A doctor whose cousin was killed in the Sandy Hook massacre calls for a rational, scientific, and apolitical approach in tackling the issue of gun violence in the United States.
Chana A. Sacks, M.D., writes that “both the problem’s scope and its relevance to physicians and patients are indisputable: in the United States, 30,000 people die each year from firearm injuries, according to the Centers for Disease Control and Prevention (CDC). Firearm injuries send 20 children and adolescents to the hospital every day; every year, 2000 people receive gunshot-related spinal cord injuries and become lifelong patients. And this is an American problem: U.S. children 5 to 14 years of age are nearly 11 times as likely to be killed by a gun as their counterparts in other industrialized countries. By any rational definition, gun violence is a health issue, and physicians can take the lead on treating that as an apolitical fact.”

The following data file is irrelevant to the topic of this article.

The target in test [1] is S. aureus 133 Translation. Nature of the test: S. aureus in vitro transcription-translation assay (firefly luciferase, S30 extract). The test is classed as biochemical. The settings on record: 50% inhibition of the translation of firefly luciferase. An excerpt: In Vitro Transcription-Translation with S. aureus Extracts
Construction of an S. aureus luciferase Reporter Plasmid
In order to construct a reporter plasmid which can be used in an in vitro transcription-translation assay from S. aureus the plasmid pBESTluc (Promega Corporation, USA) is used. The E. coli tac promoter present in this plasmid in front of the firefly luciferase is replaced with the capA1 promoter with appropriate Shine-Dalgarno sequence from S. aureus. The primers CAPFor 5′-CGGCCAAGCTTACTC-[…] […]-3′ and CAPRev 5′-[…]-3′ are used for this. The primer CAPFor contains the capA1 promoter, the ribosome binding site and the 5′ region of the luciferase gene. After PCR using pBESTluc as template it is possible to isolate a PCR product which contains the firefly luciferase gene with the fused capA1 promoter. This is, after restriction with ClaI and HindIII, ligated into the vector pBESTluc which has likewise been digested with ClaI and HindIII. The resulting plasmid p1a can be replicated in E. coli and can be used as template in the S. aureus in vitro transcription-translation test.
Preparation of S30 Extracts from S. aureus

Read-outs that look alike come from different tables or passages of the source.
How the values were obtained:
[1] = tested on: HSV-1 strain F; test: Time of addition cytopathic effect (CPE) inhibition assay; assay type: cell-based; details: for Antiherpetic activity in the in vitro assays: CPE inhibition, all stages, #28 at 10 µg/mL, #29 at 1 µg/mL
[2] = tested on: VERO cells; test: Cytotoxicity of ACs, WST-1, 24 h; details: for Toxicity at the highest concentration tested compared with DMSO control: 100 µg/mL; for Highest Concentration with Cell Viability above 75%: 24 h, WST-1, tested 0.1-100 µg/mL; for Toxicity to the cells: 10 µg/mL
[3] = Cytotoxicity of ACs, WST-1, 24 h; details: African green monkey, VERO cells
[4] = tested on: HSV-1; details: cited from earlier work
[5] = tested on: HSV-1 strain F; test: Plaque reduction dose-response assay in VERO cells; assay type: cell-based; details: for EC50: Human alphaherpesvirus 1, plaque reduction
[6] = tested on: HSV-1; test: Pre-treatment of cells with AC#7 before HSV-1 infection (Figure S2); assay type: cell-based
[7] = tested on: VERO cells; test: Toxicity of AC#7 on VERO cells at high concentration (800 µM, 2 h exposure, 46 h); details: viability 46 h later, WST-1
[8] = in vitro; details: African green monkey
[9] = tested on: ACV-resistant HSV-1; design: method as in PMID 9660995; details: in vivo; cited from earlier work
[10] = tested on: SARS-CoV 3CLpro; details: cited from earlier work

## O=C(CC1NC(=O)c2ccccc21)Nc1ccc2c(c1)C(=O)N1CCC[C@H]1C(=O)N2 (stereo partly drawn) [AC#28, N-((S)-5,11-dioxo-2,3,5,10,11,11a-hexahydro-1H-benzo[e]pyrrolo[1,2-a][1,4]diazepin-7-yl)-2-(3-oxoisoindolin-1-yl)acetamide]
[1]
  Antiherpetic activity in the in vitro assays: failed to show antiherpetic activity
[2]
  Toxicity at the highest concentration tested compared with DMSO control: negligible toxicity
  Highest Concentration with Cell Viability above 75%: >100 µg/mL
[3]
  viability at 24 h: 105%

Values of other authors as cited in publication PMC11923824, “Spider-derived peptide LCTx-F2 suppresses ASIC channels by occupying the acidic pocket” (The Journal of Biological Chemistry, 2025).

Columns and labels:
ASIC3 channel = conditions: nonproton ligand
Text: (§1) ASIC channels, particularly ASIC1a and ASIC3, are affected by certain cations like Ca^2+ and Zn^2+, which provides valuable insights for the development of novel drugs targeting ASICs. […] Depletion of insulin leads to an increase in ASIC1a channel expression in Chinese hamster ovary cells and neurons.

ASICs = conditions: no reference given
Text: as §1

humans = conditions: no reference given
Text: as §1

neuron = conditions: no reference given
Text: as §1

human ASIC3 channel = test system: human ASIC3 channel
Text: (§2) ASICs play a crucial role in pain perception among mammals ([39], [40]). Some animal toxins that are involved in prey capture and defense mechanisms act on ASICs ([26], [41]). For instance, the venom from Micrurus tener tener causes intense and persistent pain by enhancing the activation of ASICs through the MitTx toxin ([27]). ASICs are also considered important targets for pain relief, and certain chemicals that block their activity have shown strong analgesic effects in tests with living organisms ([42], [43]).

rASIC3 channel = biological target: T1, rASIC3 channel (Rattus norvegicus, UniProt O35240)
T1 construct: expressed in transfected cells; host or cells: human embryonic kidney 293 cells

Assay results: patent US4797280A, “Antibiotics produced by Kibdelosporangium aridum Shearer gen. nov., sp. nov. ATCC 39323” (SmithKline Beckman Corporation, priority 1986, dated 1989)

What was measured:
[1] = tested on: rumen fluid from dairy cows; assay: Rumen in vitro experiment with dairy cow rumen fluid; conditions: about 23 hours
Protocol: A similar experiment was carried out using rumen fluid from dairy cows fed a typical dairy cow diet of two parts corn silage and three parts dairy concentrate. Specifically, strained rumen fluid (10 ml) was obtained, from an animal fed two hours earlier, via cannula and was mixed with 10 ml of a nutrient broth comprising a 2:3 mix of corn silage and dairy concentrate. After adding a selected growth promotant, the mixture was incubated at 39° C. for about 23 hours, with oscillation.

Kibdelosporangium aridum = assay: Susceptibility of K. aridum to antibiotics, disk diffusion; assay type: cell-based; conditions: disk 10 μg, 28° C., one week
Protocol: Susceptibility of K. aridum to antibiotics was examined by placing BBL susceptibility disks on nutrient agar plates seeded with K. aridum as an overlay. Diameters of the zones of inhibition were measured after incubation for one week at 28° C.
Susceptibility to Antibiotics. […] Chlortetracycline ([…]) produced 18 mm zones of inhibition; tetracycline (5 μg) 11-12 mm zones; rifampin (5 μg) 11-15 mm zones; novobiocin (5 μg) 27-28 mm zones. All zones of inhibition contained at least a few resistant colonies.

Two years after President Obama lifted the ban on CDC-funded gun violence research, there is still little funding for the field, Sacks says. “Acknowledging a need for research is not a commitment to enact any particular policy or to agree on an interpretation of the Second Amendment. Rather, it reflects the principle that high-quality data can inform better decisions and improve health.”